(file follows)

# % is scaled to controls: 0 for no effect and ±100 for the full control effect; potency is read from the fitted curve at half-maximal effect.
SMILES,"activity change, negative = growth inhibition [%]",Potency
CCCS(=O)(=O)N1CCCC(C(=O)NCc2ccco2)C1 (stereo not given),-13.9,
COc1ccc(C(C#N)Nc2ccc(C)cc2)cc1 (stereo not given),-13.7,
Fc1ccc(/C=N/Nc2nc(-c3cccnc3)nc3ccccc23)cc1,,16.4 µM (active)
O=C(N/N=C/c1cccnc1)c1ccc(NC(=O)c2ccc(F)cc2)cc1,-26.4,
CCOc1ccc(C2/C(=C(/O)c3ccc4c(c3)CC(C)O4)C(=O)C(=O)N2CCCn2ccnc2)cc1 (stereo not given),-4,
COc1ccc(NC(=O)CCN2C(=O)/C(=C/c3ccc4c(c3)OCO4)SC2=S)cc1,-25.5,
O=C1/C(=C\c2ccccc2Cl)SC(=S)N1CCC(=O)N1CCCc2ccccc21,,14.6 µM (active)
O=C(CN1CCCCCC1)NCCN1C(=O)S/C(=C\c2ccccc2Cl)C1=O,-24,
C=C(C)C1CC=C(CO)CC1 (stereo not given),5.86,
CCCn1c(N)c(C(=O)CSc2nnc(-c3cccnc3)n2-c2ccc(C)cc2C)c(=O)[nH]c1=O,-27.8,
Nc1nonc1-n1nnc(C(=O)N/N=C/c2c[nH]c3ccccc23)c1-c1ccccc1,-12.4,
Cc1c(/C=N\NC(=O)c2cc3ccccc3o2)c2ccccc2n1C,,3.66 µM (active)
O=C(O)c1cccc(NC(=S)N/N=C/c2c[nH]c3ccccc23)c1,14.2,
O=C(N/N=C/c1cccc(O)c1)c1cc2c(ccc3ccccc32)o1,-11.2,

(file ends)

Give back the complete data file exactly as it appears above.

# % is scaled to controls: 0 for no effect and ±100 for the full control effect; potency is read from the fitted curve at half-maximal effect.
SMILES,"activity change, negative = growth inhibition [%]",Potency
CCCS(=O)(=O)N1CCCC(C(=O)NCc2ccco2)C1 (stereo not given),-13.9,
COc1ccc(C(C#N)Nc2ccc(C)cc2)cc1 (stereo not given),-13.7,
Fc1ccc(/C=N/Nc2nc(-c3cccnc3)nc3ccccc23)cc1,,16.4 µM (active)
O=C(N/N=C/c1cccnc1)c1ccc(NC(=O)c2ccc(F)cc2)cc1,-26.4,
CCOc1ccc(C2/C(=C(/O)c3ccc4c(c3)CC(C)O4)C(=O)C(=O)N2CCCn2ccnc2)cc1 (stereo not given),-4,
COc1ccc(NC(=O)CCN2C(=O)/C(=C/c3ccc4c(c3)OCO4)SC2=S)cc1,-25.5,
O=C1/C(=C\c2ccccc2Cl)SC(=S)N1CCC(=O)N1CCCc2ccccc21,,14.6 µM (active)
O=C(CN1CCCCCC1)NCCN1C(=O)S/C(=C\c2ccccc2Cl)C1=O,-24,
C=C(C)C1CC=C(CO)CC1 (stereo not given),5.86,
CCCn1c(N)c(C(=O)CSc2nnc(-c3cccnc3)n2-c2ccc(C)cc2C)c(=O)[nH]c1=O,-27.8,
Nc1nonc1-n1nnc(C(=O)N/N=C/c2c[nH]c3ccccc23)c1-c1ccccc1,-12.4,
Cc1c(/C=N\NC(=O)c2cc3ccccc3o2)c2ccccc2n1C,,3.66 µM (active)
O=C(O)c1cccc(NC(=S)N/N=C/c2c[nH]c3ccccc23)c1,14.2,
O=C(N/N=C/c1cccc(O)c1)c1cc2c(ccc3ccccc32)o1,-11.2,